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You Do Not Need to Diet to Lose Weight

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The definition of diet is "to restrict oneself to small amounts or special kinds of food in order to lose weight." Diets often have negative associations, as they imply a period of discomfort. It suggests not eating the type or quantity of food that you normally enjoy. Additionally, a diet is often a short-term process and cannot be sustained indefinitely.

You do not need to suffer to lose weight. Losing weight may require work, but this work can be fun in a challenging sort of way, with the potential for very rewarding results. In my experience as a physician, patients that "diet" often see their weight fluctuate up and down the scale. This reflects the nature of a diet. Many diets are extreme and not sustainable. Some diets involve cutting out an entire food group, juicing, meal replacement, or severe calorie restriction. Additionally, when a person is on a diet, the complexity of eating is removed, as usually there are fewer choices. Therefore, when a person stops their diet, they often resume their previous style of eating, which typically leads to weight gain.

Eating is complex, as we live in a world of unlimited food options and choices. We need food to live. But unfortunately, in today's society, where food has been elevated to a source of pleasure and reward, people are living to eat. People need learn how to eat responsibly, with a consciousness about the quantity of food being consumed while still enjoying the experience.

The first step in successful weight loss is making the decision that you want to lose weight, with strong desire to do so. Consultants, physicians, and weight-loss programs can help guide a person to make better lifestyle choices, but the bottom line comes from the effort and action of the person trying to lose weight. A passive approach to losing weight -- such as an occasional healthy selection on a menu, or periodically skipping dessert -- does not usually result in weight loss.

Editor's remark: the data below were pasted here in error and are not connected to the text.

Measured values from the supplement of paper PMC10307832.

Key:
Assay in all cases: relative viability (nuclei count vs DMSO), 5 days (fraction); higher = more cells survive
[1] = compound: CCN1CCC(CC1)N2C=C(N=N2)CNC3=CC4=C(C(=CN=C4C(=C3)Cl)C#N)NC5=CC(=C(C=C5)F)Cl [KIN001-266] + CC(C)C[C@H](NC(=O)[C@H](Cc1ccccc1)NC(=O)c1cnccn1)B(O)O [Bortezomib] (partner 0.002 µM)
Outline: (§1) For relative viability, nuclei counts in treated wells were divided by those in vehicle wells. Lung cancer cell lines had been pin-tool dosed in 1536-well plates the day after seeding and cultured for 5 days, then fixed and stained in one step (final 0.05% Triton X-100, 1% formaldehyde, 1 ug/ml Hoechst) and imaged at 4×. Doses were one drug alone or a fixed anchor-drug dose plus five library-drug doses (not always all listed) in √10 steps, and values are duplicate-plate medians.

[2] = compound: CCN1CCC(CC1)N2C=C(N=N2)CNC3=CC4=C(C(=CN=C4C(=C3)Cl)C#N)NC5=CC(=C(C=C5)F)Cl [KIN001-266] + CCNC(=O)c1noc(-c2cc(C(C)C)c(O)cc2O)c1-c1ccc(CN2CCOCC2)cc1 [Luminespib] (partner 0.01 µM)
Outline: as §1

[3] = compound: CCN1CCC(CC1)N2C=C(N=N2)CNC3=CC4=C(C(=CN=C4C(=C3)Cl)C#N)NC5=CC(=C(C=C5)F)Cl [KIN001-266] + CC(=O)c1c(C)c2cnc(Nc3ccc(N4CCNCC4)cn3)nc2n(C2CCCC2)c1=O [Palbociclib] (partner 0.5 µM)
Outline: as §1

Losing weight is a simple mathematical equation of expending more calories than consumed for an extended period of time. The imbalance does not need to be a large one, just a small and consistent one. For long-term, successful weight loss, a conscious lifestyle change, including a new approach to food consumption, is needed. Exercise is also an important aspect of weight loss, but it is hard to lose large quantities of weight based on exercise alone without a concomitant reduction in caloric intake. Many adults have a predictable pattern in their eating and food choices. Becoming aware of what and how you eat is needed in order to know how to change. Keeping a food diary is a good start, and with this information, modifications can be made. You can still enjoy the food you love, but you need to eat a little bit less and modify meals to lower calorie options.

Meal modifications can be simple and easy. Take for example a breakfast of eggs, toast and juice. There are several ways to make this meal healthier and less caloric. First, think about how many eggs you typically eat and how many yolks (most of the calories and fat are in the yolk). If you eat two full eggs each day, consider eating two egg whites, or just cutting down to one egg. If you normally cook your eggs with oil or butter, substitute no-calorie oil spray. With regards to the toast, if you eat two slices, reduce the portion to one or one and a half pieces of toast. Make sure not to lather your bread with too much butter, cream cheese or jelly. Make sure you keep it to a thin spread of your choice. Juice can be watered down with ice or regular or sparkling water. Any amount of food less than what you normally eat is progress. Also listen to your body. How hungry are you when you're eating this meal? Can you cut down the portion even more and still be somewhat satisfied? Could you consider cutting out the toast completely and substituting a small portion of fruit? Don't forget that lunch is just in a few hours, so you do not need an enormous amount of food at breakfast to make it to the next meal.

This sort of approach needs to be taken toward each meal and food selection. How can I eat a little less than I normally do? How can I cut down calories but still be happy with what I am eating?

This does take work, energy and focus. Are there times when you may be slightly hungrier? Yes, of course. But it is okay to be a little hungry as you're eating a little less. We live in a society of instant gratification, and we need to learn that sometimes a delay in the gratification leads to the most satisfaction. The best meal is one that you eat when you are hungry and have the need for food. Also, the sense of empowerment from gaining control and restraint against hunger and overeating is very satisfying.

When the pounds start to slowly come off, it catalyzes a positive cycle of reinforcing better habits with the rewards of feeling lighter and healthier. Soon this lifestyle change becomes a way of life. So stop the diet and empower yourself to make better choices. The next meal is your opportunity to make a change. Why not start today?

For more by Monica O. Weinberg, M.D., click here.

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